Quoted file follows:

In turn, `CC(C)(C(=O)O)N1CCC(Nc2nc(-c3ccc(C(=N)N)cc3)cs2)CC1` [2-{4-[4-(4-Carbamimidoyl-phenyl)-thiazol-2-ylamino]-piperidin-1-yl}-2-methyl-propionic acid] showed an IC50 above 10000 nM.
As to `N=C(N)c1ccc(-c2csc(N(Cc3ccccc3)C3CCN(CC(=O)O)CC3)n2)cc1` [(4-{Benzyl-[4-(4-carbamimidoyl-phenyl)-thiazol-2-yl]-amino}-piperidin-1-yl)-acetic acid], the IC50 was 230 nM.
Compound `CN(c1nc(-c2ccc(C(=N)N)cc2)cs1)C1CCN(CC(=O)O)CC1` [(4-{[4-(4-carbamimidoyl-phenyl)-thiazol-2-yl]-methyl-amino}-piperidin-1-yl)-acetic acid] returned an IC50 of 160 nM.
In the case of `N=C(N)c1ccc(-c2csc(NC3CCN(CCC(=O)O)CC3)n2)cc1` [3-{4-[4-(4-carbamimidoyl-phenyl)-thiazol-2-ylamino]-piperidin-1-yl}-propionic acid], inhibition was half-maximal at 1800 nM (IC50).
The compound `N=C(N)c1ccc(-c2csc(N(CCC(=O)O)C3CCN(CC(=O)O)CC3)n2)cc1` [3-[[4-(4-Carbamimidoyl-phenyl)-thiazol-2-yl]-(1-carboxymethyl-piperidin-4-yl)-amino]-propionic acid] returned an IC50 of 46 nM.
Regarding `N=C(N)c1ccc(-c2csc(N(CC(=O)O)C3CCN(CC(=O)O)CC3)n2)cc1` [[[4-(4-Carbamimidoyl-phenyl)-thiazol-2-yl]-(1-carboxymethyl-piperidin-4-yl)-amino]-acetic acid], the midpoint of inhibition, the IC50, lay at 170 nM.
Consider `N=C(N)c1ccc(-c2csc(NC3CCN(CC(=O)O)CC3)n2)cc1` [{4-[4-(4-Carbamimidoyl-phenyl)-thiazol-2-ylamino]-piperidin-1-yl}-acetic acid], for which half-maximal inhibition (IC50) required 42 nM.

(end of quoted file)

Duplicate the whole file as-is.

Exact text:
In turn, `CC(C)(C(=O)O)N1CCC(Nc2nc(-c3ccc(C(=N)N)cc3)cs2)CC1` [2-{4-[4-(4-Carbamimidoyl-phenyl)-thiazol-2-ylamino]-piperidin-1-yl}-2-methyl-propionic acid] showed an IC50 above 10000 nM.
As to `N=C(N)c1ccc(-c2csc(N(Cc3ccccc3)C3CCN(CC(=O)O)CC3)n2)cc1` [(4-{Benzyl-[4-(4-carbamimidoyl-phenyl)-thiazol-2-yl]-amino}-piperidin-1-yl)-acetic acid], the IC50 was 230 nM.
Compound `CN(c1nc(-c2ccc(C(=N)N)cc2)cs1)C1CCN(CC(=O)O)CC1` [(4-{[4-(4-carbamimidoyl-phenyl)-thiazol-2-yl]-methyl-amino}-piperidin-1-yl)-acetic acid] returned an IC50 of 160 nM.
In the case of `N=C(N)c1ccc(-c2csc(NC3CCN(CCC(=O)O)CC3)n2)cc1` [3-{4-[4-(4-carbamimidoyl-phenyl)-thiazol-2-ylamino]-piperidin-1-yl}-propionic acid], inhibition was half-maximal at 1800 nM (IC50).
The compound `N=C(N)c1ccc(-c2csc(N(CCC(=O)O)C3CCN(CC(=O)O)CC3)n2)cc1` [3-[[4-(4-Carbamimidoyl-phenyl)-thiazol-2-yl]-(1-carboxymethyl-piperidin-4-yl)-amino]-propionic acid] returned an IC50 of 46 nM.
Regarding `N=C(N)c1ccc(-c2csc(N(CC(=O)O)C3CCN(CC(=O)O)CC3)n2)cc1` [[[4-(4-Carbamimidoyl-phenyl)-thiazol-2-yl]-(1-carboxymethyl-piperidin-4-yl)-amino]-acetic acid], the midpoint of inhibition, the IC50, lay at 170 nM.
Consider `N=C(N)c1ccc(-c2csc(NC3CCN(CC(=O)O)CC3)n2)cc1` [{4-[4-(4-Carbamimidoyl-phenyl)-thiazol-2-ylamino]-piperidin-1-yl}-acetic acid], for which half-maximal inhibition (IC50) required 42 nM.